Many have asked, "Doc, why would you run for Senate?" Well, let me tell you.
I am haunted by the patient's I see dying or suffering because they can't access the medical system. There was a 20-year-old mother with liver disease who needed a transplant and was told "bring us $50,000 and then we'll talk to you." She died.
There was a 40-year-old short order cook who was taking good care of her three kids in humble circumstances but felt that she couldn't afford medical screening. As a result, I saw her after she had incurable cervical cancer. She died leaving those three kids.
There are patients who have to choose between buying their medications or eating. Why does this happen in this country?
As a school board, we worked hard to try to get adequate funding for our schools. Not implementing the area cost differential was costing us $10 million a year. Our representatives fought against members of their own party to try to correct this problem. I was very disappointed that our Senator was strangely silent.
I feel the only way to accomplish the peoples' business is to work together. My state senator not only felt the opposition party members were enemies but started calling his fellow Republicans names and seemed to blame his ineffectiveness on them.
Enough is enough. I felt I had to do something about it.
Now, there will be sacrifices should you choose me to represent you. I will not be able to see as many patients. We will bring in another doctor to help at the office during the time the legislature is in session. Like most of the legislature, I do plan to keep my day job when not in session. Full-time politicians are not the true essence of a government OF the people, FOR the people, and BY the people.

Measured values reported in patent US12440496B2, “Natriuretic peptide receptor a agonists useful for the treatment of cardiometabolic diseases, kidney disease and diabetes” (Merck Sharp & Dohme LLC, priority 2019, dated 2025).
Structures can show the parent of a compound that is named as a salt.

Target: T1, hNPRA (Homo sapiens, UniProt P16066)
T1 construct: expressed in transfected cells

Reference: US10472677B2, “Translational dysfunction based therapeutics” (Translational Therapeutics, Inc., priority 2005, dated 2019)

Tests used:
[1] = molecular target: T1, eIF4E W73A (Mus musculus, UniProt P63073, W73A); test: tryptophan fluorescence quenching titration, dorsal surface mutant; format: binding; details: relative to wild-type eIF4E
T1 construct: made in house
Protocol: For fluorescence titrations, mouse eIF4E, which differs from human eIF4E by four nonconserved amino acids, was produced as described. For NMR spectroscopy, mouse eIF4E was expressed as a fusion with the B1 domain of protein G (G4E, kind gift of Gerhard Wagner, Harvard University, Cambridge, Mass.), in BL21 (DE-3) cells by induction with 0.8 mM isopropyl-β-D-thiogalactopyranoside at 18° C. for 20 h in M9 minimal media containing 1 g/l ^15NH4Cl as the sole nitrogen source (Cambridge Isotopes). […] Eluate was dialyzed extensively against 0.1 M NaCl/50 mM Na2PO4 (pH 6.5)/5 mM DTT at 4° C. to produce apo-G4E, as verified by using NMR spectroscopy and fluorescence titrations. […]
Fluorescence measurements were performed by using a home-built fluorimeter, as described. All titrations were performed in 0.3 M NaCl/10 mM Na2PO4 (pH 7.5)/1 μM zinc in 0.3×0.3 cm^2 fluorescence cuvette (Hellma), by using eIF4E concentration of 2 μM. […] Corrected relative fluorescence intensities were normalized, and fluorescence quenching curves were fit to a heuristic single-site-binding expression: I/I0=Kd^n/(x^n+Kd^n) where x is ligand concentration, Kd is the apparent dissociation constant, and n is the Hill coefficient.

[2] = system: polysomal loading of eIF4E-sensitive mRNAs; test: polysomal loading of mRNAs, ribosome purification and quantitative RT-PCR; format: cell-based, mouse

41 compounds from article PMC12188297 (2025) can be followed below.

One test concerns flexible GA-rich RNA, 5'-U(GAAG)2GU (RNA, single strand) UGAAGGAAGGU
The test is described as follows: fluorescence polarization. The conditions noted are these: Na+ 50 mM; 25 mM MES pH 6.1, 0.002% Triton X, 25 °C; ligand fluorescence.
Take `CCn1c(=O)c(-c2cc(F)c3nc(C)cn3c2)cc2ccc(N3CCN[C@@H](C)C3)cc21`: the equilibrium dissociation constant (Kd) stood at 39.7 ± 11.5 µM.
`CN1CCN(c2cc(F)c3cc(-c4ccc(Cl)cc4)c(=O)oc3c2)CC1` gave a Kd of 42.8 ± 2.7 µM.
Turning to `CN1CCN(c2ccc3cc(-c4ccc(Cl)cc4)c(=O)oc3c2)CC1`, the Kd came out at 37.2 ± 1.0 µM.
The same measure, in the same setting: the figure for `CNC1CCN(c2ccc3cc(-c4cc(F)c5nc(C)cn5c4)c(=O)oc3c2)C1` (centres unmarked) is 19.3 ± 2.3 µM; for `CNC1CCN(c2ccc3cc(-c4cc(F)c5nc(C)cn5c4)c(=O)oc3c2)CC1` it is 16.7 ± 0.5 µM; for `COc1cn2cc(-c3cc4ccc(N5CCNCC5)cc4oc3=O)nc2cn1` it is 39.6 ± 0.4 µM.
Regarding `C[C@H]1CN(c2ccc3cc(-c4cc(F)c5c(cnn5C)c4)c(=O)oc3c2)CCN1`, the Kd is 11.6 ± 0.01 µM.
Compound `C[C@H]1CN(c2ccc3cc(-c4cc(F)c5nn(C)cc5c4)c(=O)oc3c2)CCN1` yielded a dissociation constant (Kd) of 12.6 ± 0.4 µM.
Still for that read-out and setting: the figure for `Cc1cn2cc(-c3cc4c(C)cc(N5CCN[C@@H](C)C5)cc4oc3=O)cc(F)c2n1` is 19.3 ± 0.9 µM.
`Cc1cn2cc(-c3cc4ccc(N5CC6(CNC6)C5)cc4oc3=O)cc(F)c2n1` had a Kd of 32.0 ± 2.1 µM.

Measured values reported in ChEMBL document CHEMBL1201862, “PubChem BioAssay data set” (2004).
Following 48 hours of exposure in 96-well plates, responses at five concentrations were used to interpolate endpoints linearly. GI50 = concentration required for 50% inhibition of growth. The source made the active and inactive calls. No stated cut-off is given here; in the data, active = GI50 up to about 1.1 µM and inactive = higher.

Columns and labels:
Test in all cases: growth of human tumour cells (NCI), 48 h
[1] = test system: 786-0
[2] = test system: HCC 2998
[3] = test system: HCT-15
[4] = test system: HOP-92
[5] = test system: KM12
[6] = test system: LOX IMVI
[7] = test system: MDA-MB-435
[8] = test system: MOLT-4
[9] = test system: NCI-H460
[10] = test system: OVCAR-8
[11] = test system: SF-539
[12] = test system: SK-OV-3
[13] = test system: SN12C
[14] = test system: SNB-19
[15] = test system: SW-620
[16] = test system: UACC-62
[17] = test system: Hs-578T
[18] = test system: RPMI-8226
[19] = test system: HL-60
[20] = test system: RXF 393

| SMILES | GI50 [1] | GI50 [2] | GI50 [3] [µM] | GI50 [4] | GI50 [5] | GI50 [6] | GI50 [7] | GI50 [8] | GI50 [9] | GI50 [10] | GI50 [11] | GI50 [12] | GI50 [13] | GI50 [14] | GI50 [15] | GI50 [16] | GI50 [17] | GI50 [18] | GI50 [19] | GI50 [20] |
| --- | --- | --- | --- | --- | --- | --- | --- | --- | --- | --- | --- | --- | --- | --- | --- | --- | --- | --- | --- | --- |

Here are the priorities I would like to work on:
1) A bullet gas line coming to the Kenai. This pipeline will allow us more affordable heating and will allow us to bring industry and jobs to the area with companies such as Agrium and Dow Chemical.
2) Fund our schools fairly now! Our students are our most important investment.
3) Improve access to health care for those in need. There is not a complete solution at this time, but I have seven different ideas that I think will help. See the Web site for details. I'm sure through collaborative efforts we can do better.
4) Prevent the elimination of the certificate of need which will RUIN our hospital. I believe our hospital needs to remain under local control and provide services for the indigent as well as the affluent. My opponent is well-meaning but entirely wrong in thinking that unfettered competition and selling the hospital will improve medical services. It will drive up costs, lose jobs, and lose services on the peninsula. This will force people to travel to Anchorage and elsewhere for care. Please see my Web site www.nelsanderson.com for an explanation of why this is a bad idea.
5) Build a spirit of cooperation, not animosity between legislators and parties. We have too much to accomplish to worry about partisan politics.
6) Save our surplus. It is very tempting with excess money to fund every worthy project we can see. We need to be able to say no to some ideas and save for future needs.
There is a lot more I could list, but let's start there. I can't do any of this alone -- no one can.
I can give no promises other than to work hard, build trust, respect others, and listen to you.
I think we can do something here. Something big. Something better.
If you'd like that, join me and I'd like your vote.
Peninsula Clarion © 2016. All Rights Reserved. | Contact Us